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The Role Tribes Need for Protecting Sacred Lands

A draft plan for co-management of Bears Ears National Monument comes after years of advocacy from native organizations, but federal policies don’t go far enough. Co-stewardship of public lands is Indigenous peoples’ inherent right.

Bullet holes on the face of the Wolf Panel in the Bears Ears National Monument.
Bullet holes on the face of the Wolf Panel, a Native American rock carving in the Comb Ridge area of the Bears Ears National Monument in southern Utah. A draft federal plan for native co-management of Bears Ears aims to safeguard its natural resources and landscape. (Stuart Leavenworth/McClatchy/TNS)
There’s a sense of urgency in presidential election years. Organizations, governments and voters all have their eyes on the clock as the days of an administration that meets their needs potentially wind down. This is especially true for tribes and native organizations looking to protect and steward their ancestral homelands.

Tribal co-management of public lands has become a political football in recent years. In the Obama administration, the Bears Ears National Monument was established in southern Utah; in the Trump administration, it was significantly reduced; and in the Biden administration, it was reinstated and expanded. The significance of this protection to Indigenous peoples can’t be overstated. More permanent protection of sacred places, the places we come from, where we gather medicines and foods and hold ceremonies, isn’t just nice to have but essential to our survival.

Today, after years of advocacy from tribes and native organizations, and input from the five tribes of the Bears Ears Commission, a draft plan to co-manage the natural resources and landscape of Bears Ears has been released for public comment. This plan, with the wisdom of traditional Indigenous knowledge behind it, aims to safeguard Bears Ears for generations to come. Now, with the comment period ending June 11 and an election looming, it’s a race against the clock to finalize and implement a plan to manage Bears Ears.

Of course, there’s a better way to manage public lands, one that doesn’t follow the ups and downs of whoever is in the White House. Tribal nations must be co-managers of federal lands, with the same decision-making rights as federal agencies, as a matter of set federal policy.

Every national monument and national park, every acre of public land, is native land. Many national parks and national monuments were created by violently removing native people from our homelands, where our ancestors lived for thousands of years. This land theft is part of the U.S. history of systemic racism, but it has been erased from the national narrative. Instead, parks and monuments are portrayed as pristine and untouched. We’ve got to change this narrative and recognize that all public lands are on Indigenous homelands. And it is the tribes’ right to make decisions about their homelands.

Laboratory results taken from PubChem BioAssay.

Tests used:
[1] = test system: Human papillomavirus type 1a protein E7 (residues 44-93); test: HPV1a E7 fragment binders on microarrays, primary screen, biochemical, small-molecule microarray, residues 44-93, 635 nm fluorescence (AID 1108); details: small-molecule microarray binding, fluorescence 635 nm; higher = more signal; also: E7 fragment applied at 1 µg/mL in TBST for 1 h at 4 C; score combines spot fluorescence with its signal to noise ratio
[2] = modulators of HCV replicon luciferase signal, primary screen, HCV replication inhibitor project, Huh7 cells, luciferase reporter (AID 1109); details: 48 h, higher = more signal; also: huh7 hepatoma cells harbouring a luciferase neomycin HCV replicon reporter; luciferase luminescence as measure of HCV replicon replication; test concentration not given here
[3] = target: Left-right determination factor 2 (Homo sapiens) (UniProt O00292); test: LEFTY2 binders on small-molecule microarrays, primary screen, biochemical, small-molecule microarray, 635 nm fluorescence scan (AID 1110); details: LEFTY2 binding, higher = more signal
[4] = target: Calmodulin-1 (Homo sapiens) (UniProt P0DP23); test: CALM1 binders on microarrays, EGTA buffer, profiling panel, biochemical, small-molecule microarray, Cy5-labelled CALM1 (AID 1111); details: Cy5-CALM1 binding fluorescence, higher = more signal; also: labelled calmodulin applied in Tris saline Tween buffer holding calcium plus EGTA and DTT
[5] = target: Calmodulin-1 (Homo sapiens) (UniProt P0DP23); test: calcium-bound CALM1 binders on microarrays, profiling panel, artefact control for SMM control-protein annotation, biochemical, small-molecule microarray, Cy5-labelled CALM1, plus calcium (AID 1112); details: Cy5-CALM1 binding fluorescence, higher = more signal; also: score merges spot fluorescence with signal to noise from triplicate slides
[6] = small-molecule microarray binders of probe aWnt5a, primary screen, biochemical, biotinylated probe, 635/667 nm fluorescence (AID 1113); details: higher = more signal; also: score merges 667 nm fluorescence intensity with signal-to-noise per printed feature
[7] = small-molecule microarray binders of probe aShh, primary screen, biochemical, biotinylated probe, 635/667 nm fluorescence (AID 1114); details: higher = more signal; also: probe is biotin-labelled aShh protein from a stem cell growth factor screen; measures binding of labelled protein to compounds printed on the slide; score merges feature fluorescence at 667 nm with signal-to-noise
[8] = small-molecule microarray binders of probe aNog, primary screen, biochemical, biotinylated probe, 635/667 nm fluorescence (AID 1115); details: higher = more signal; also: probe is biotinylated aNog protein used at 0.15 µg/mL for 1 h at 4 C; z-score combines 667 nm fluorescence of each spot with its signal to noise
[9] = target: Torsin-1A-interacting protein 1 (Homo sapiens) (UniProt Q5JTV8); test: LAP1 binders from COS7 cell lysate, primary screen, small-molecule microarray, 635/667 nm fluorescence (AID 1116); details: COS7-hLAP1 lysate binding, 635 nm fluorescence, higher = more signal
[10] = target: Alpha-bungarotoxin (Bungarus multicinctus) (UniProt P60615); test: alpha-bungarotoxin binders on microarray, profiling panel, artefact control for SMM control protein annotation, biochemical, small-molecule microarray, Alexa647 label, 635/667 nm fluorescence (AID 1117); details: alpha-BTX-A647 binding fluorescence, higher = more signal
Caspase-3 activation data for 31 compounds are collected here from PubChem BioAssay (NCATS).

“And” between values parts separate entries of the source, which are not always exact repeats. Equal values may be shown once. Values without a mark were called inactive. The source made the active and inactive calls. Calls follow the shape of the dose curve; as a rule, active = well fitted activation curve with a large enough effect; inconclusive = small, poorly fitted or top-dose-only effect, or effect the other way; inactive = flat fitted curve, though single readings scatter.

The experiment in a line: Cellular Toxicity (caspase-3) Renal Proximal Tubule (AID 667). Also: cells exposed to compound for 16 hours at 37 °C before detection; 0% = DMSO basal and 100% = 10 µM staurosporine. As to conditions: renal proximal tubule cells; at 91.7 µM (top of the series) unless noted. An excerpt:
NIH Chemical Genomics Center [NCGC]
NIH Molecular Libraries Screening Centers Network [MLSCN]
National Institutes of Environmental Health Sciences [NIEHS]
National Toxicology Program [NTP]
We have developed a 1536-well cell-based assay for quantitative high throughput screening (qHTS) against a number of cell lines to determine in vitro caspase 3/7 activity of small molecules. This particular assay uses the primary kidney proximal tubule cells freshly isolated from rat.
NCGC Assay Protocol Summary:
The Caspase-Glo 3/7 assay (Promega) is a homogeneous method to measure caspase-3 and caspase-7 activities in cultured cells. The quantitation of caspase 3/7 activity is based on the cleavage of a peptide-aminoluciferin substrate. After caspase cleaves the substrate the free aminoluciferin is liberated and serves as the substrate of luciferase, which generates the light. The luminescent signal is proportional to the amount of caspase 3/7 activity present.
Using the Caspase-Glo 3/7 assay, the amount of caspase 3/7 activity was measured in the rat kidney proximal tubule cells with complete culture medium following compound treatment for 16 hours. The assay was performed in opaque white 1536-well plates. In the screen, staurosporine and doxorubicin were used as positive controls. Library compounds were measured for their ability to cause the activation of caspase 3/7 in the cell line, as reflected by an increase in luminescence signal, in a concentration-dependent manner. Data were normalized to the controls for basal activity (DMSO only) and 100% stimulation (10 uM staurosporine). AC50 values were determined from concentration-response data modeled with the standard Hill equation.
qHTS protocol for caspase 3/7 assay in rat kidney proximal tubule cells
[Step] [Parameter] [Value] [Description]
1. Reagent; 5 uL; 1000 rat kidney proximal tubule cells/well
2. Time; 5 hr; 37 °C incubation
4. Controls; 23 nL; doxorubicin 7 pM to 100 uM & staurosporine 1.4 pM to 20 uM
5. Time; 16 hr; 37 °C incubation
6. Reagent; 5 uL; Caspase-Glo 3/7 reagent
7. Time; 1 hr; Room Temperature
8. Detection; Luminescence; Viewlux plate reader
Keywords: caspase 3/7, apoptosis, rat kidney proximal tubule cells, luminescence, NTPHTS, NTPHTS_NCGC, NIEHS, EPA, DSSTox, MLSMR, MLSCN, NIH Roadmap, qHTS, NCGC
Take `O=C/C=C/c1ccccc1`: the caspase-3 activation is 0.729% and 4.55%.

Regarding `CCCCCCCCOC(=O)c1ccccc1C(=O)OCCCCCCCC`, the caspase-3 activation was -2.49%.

For too long, federal land management laws have led to the desecration of sacred cultural sites on public lands. This is due to the exclusion of tribal input and co-management of these lands.

The five tribes of the Bears Ears Commission — Hopi, Zuni, Ute, Ute Mountain Ute and Navajo — have an inherent right to determine the future of the Bears Ears National Monument. Their knowledge of this area dates back millennia. Native peoples view land, water and animals of Earth as interconnected parts of a larger whole and in relationship with all that is around us. We understand our role in the time continuum, past, future and present. In co-managing public lands, tribes bring forward the ways that our ancestors have always protected Mother Earth. Inclusion of traditional Indigenous knowledge in co-management is not only the inherent right of tribes but a best practice that ensures these public lands are available for the use and enjoyment of future generations, native and non-native.

The politics of land management and conservation are inevitable, but there are long-term solutions. While the Biden administration has issued an order that directs federal agencies to “consider co-management, collaborative management, and co-stewardship of lands and waters,” it doesn’t go far enough. This guidance doesn’t require agencies to act. Instead, it asks them to “consider” co-stewardship of federal lands and waters with tribes. But let’s be clear: Co-stewardship and co-management are already Indigenous peoples’ inherent legal rights. A federal policy requiring tribal co-management and equal decision-making, and inclusion of traditional Indigenous knowledge in public lands management, is needed to ensure that the lands we all rely upon and enjoy remain for many years to come.

The co-management of the Bears Ears National Monument is a testament to what is possible when the federal government recognizes the inherent rights of tribes to determine the present and future of public lands. The current draft management plan incorporates the five tribes’ Indigenous knowledge, and their deep history and understanding of Bears Ears makes for a stronger resource management plan that balances access and protection.

Co-governing with Indigenous people isn’t just good policy that gets votes in the short term, it’s a long-term solution that ensures that the public lands we enjoy for culture, ceremony, recreation and resources continue to thrive well after we are gone.

Judith LeBlanc, a citizen of the Caddo Nation, is the executive director of the Native Organizers Alliance. This commentary is republished from ICT. Read the original here.

Governing’s opinion columns reflect the views of their authors and not necessarily those of Governing’s editors or management.
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